PEOPLE in Moray have been urged to stay safe near water this summer.
Scottish Water is reminding people to be wary near rivers, reservoirs and lochs.
Figures from the National Water Safety Forum (NWSF) show that in 2012, 371 people drowned accidentally across the UK, of which 43 included children and young people up to the age of 19.
With 55% of the deaths taking place in inland waters including rivers, canals, lochs, lakes, streams, ponds and reservoirs, Scottish Water is keen to reinforce the safety message.
Steve Scott, Scottish Water’s regional communities team manager for Moray said: “While it’s important that youngsters enjoy their school holidays and that people across Scotland take pleasure in the country’s beautiful lochs, rivers and reservoirs, it’s also vital that they stay safe.
“We are reminding parents to keep their children safe and asking adults to act responsibly around watercourses.”
Carlene McAvoy, community safety development officer at the Royal Society for the Prevention of Accidents (RoSPA), said: “During periods of hot weather and school holidays, there is often a rise in the number of accidental drownings, which is why it is important to be extra vigilant around inland waters, such as rivers, lakes, lochs, quarries and reservoirs.
“The water can be a lot colder than expected, which can lead to a swimmer going into cold shock; in the worst case, a swimmer will inhale water and the drowning process begins. There may also be strong currents and underwater debris that you cannot see from the bank, so don’t go alone, and consider how you are going to get out of the water before you get in - be honest about your swimming ability.”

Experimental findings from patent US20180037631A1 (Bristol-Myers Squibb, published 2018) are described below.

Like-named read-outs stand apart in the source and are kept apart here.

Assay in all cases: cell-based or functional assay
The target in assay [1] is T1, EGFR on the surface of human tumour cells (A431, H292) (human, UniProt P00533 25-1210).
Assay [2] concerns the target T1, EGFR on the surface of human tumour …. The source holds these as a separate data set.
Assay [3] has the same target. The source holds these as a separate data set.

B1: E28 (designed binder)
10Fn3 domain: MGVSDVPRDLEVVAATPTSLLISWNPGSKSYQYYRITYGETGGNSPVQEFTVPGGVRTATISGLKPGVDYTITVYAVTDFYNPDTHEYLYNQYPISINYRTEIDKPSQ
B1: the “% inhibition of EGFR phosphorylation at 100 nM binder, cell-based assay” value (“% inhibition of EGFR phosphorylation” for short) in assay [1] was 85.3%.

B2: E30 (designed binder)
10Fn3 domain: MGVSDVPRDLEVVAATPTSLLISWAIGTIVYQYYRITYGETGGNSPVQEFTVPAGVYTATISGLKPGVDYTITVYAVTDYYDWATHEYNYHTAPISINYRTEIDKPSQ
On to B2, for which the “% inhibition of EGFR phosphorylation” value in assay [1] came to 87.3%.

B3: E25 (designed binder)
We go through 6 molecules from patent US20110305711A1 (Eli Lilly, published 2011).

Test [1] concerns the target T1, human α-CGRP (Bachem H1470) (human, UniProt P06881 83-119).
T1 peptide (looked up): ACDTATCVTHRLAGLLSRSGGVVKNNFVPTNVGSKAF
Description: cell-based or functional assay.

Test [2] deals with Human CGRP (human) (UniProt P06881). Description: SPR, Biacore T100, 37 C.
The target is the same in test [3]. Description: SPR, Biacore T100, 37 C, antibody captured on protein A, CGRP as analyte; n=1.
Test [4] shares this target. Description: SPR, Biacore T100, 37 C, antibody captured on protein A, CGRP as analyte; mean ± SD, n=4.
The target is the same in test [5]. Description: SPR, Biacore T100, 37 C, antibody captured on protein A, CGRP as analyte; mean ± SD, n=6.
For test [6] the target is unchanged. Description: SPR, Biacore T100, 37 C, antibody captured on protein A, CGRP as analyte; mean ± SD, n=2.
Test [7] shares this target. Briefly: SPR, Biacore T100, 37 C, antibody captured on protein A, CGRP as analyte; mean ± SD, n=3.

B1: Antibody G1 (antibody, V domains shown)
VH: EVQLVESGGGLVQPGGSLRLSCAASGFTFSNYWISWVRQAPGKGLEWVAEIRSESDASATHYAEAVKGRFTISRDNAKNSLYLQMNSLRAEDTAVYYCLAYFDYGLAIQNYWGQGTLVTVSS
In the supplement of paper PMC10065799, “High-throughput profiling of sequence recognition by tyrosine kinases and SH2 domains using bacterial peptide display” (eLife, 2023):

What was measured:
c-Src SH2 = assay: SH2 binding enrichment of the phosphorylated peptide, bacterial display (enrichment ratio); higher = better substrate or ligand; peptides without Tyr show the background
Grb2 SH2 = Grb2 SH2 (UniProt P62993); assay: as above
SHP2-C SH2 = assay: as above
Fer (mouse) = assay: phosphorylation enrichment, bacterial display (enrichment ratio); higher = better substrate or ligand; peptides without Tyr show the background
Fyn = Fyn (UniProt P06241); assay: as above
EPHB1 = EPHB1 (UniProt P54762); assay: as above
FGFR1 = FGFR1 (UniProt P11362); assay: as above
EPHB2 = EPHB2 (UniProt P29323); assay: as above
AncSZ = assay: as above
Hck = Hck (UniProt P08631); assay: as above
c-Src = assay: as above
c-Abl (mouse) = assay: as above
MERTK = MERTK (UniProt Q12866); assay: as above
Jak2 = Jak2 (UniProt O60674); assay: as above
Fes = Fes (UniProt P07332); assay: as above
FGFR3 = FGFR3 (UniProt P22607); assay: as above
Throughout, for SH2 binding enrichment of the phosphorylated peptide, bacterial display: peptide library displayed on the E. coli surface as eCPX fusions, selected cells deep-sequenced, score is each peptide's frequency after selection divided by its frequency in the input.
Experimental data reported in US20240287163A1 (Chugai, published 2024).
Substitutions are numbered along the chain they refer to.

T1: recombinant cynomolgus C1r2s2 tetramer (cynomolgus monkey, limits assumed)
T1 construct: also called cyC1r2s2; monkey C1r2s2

People are encouraged to swim at properly supervised sites.
The majority of Scottish Water’s reservoirs are situated in remote locations, which means there is likely to be a lack of immediate assistance if someone gets into trouble.
For these reasons, and in the interests of public safety, Scottish Water does not encourage swimming or diving in any of its reservoirs.
Dogs also need to be kept on a lead if they are being walked near reservoirs and other bodies of open water, with many examples of owners jumping in if their pet gets into trouble. However, all too often the dog will get itself to safety while the owner will end up drowning.
An online education resource has been developed to provide young people with some key messages and this can be found at www.gosafescotland.com
Di Steer, chief executive of the Royal Life Saving Society UK, said: “If everyone stopped to think about basic water safety and made some small changes to their behaviour, we are sure we could reduce the number of preventable, accidental drownings that happen every year in the UK.”
For more information on safety, or how to get involved, visit the RLSS website at www.drowningpreventionweek.org.uk